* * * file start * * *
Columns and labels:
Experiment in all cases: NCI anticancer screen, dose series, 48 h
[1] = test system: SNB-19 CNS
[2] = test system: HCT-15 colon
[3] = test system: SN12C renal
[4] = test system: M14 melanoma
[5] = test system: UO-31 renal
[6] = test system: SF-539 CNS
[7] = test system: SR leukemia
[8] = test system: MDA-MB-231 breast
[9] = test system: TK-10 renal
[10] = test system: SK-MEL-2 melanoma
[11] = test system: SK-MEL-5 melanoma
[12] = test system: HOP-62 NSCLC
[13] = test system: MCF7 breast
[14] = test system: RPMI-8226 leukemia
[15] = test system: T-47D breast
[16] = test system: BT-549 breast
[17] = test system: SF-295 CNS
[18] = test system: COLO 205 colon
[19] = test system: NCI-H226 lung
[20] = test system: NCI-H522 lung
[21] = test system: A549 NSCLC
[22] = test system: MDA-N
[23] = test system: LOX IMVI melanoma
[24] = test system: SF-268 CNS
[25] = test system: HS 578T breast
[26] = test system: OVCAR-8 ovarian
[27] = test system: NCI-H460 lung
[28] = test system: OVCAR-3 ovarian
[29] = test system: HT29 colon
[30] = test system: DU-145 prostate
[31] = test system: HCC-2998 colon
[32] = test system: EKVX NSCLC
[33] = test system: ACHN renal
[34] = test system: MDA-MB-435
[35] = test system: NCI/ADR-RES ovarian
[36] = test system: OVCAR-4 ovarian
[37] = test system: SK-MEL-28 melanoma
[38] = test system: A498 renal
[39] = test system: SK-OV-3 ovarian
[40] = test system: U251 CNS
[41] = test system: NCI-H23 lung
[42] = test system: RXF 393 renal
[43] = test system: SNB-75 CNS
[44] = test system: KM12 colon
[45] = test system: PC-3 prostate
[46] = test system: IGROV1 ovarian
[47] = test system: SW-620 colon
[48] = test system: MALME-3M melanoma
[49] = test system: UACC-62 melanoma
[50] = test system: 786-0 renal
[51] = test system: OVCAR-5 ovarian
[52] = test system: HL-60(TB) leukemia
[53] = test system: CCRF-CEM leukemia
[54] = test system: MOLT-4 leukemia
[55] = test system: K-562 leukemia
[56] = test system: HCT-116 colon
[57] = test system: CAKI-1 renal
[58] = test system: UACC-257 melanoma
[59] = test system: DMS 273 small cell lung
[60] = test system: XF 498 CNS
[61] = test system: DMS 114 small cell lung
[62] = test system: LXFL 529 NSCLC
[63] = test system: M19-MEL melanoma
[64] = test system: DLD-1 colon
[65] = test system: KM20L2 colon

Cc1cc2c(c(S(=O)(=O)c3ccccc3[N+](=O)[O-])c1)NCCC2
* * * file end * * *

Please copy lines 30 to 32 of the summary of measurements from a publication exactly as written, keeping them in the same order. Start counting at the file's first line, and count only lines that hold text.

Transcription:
[28] = test system: OVCAR-3 ovarian
[29] = test system: HT29 colon
[30] = test system: DU-145 prostate